Palardy, Gregory J.
Differential School Effects Among Low, Middle, and High Social Class Composition Schools: A Multiple Group, Multilevel Latent Growth Curve Analysis
University of California, Riverside
Examine differential school effects between low, middle, and high social class composition public schools.
Journal Name or Institutional Affiliation:
School Effectiveness and School Improvement
Vol. 19, No. 1, pp. 21-49
- Student learning in low social class schools is far more sensitive to school factors than in middle and high social class schools.
- Widespread differences in the characteristics of schools across the subpopulations, which consistently challenge the educational milieu in low social class schools, likely contribute to differential school effects, as well as to the disparity in learning rates.
- Students attending low social class composition schools learned less over 4-year high school period (6.71) than students at middle (7.52) and high social class schools (9.01).
- Asian students benefit more from attending high social class schools compared with White students.
- Black students attending low social class schools, on the other hand, had significantly lower learning rates than Whites, but no differences existed in middle or high social class schools, which implies that a low social class composition environment is more harmful for Black compared with White students.
- On the whole, the background characteristics students bring to school have a similar impact on learning, regardless of the social class composition of the school.
- School level variables explained more than double the percentage of the variance in mean learning rates in the low social class composition subpopulation (54%) compared with the middle (23%) and more than three times compared with the high (17%).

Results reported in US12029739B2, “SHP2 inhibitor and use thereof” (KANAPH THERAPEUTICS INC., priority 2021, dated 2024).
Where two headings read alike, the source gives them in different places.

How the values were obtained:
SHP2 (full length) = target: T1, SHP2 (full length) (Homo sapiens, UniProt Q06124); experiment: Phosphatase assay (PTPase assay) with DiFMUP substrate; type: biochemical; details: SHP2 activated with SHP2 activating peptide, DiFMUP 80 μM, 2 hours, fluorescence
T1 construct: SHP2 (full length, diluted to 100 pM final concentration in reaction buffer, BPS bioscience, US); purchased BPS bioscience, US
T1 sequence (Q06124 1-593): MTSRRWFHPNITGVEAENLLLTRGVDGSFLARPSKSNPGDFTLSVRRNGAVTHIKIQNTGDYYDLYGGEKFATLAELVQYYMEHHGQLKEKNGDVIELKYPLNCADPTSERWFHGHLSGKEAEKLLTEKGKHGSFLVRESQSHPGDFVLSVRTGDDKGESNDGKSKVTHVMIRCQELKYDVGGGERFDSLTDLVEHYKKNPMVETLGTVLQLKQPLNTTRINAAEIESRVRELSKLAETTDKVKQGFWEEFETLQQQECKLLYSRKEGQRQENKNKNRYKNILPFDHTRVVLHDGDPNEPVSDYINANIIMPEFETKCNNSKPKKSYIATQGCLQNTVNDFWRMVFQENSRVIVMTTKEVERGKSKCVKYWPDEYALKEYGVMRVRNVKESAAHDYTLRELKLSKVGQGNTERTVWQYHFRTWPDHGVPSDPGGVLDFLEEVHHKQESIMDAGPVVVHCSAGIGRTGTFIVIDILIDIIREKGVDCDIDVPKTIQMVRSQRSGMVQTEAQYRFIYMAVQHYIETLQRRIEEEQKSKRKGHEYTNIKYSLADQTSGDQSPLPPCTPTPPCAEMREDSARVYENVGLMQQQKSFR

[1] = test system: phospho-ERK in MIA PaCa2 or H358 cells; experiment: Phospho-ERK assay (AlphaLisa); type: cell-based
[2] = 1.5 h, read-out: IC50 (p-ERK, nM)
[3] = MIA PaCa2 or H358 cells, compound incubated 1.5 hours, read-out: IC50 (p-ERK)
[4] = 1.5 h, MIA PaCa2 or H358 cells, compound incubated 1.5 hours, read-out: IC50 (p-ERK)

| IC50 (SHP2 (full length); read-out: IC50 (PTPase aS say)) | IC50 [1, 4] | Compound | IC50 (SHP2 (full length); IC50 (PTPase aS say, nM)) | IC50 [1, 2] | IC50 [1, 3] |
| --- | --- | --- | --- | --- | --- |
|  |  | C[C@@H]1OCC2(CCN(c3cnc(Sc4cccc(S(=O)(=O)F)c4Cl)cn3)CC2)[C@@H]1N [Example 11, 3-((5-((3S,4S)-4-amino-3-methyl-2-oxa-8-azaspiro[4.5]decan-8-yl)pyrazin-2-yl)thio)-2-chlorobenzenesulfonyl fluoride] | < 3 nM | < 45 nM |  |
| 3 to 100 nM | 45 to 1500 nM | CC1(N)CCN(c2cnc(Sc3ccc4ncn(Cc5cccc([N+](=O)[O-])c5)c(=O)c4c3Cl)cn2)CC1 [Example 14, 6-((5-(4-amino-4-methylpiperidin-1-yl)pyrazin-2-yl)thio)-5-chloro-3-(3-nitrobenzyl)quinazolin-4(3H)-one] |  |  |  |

- The associations between school inputs and learning's as well as between school practices and learning differ significantly across social class composition subpopulations.
- Even after adjusting for a large number of student characteristics and school inputs and practices, the mean learning rate at HS class composition school is 30% higher than at low social class composition schools.
Journal Article Empirical Research
Composition, High School, Math, Reading, SES Composition, Science, Social Studies
Secondary Survey Data
Method of Analysis:
8th graders in Public Schools
Unit of Analysis:
Classroom, School, Student
- Uses NELS 1988 to examine whether the social class composition of schools, which is defined as the average socioeconomic status of the student body, moderated the association between student and school factors, and student learning.
- Final sample included data from 5,326 student nested in 344 schools.
- Study focuses on public Schools.
- Study includes Asian, Black, Hispanic and Native American.
- Public High Schools were divided into three groups -low, middle, and high social class composition schools- based on the mean SES of the students attending.
- - DV: students' achievmeent growth or learning rate on a composite score of four acadmeic subjects- math, reading, science, and history- over a 4 year periodwhen most sutdents were attending high school.
- - IV: students' backgrounds (demogrpahic, family background, and academic background), school and classroom level variables (categorized into three classes: inputs, process, and outputs. School inputs include compositional characteristics of the student body, the structural characteristics of the school (urbanicity and school size), and the human and financial resources available.